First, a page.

In this chapter, detailed electrodynamic descriptions of the fundamental workings of microwave heating devices were given. We analyzed one by one the principal components of a microwave heater; the cooking chamber, the waveguide, and the microwave sources, either klystron or magnetron. The boundary conditions at the walls of the resonant cavity and at the interface between air and the surface of the food were stressed. It was shown how relevant the boundary conditions are to understand how the microwaves penetrate the nonconducting, electric polarizable specimen. In addition to microwave food, we mentioned the important application of microwaving waste plastics to obtain a good H2 quantity that could be used as a clean energy source for other machines and so contributing to a cleaner planet. We did use Maxwell equations to obtain trapped stationary microwaves in the resonant cavity and traveling waves in the waveguides. We showed 3D plots of a few lower Ex, Ey, Ez modes calculated directly from the solutions obtained here and compared the general trend with experimentally obtained microwave heated patters inside rectangular cavities. The agreement is very good. We did simulate a single electro-magnetic field mode inside a cylindrical cavity in order to contrast with the stationary patterns obtained in rectangular cavities. The radiation processes in klystrons and magnetrons were stated in terms of the accelerated electrons produced. Then, using the Lienard-Wiechert potentials produced by these electrons, the Jefimenko fields were written. When all these are put together, we understand how a meal or a waste plastic, or an industrial sample, is microwave heated.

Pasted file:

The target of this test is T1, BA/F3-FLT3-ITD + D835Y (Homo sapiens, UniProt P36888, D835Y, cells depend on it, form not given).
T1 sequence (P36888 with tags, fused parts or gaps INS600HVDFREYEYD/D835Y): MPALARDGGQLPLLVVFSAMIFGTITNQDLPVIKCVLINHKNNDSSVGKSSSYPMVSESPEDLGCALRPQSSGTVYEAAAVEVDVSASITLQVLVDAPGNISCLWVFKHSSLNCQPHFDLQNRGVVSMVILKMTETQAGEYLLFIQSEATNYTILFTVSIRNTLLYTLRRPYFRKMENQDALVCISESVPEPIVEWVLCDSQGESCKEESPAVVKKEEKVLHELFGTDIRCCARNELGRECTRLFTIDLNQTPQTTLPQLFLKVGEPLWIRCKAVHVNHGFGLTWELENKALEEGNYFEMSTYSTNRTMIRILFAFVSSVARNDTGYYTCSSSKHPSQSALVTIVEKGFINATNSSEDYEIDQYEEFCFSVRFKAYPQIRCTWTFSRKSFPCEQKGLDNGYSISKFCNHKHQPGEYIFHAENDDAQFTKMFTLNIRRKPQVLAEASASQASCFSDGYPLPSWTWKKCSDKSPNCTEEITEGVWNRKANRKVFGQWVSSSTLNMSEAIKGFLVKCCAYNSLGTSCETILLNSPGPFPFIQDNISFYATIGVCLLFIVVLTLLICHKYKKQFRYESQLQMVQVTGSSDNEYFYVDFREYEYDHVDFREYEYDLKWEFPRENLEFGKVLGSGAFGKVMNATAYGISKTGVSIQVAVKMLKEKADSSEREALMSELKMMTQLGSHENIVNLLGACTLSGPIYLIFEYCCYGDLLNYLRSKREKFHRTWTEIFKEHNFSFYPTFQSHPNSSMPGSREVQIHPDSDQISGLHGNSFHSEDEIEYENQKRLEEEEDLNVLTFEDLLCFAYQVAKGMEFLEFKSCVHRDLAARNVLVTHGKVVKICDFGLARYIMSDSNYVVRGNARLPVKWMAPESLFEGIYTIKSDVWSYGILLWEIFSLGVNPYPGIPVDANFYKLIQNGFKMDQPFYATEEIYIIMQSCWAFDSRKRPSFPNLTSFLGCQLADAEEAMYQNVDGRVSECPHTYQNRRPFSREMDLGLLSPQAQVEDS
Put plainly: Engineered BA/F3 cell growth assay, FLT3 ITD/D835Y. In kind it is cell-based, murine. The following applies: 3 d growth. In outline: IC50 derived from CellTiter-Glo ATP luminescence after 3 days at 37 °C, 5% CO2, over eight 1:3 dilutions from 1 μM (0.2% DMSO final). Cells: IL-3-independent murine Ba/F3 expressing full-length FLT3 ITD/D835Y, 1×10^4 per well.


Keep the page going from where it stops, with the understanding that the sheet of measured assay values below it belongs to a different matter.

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Written By

Rafael Zamorano Ulloa

Submitted: 09 December 2020 Reviewed: 17 March 2021 Published: 16 March 2022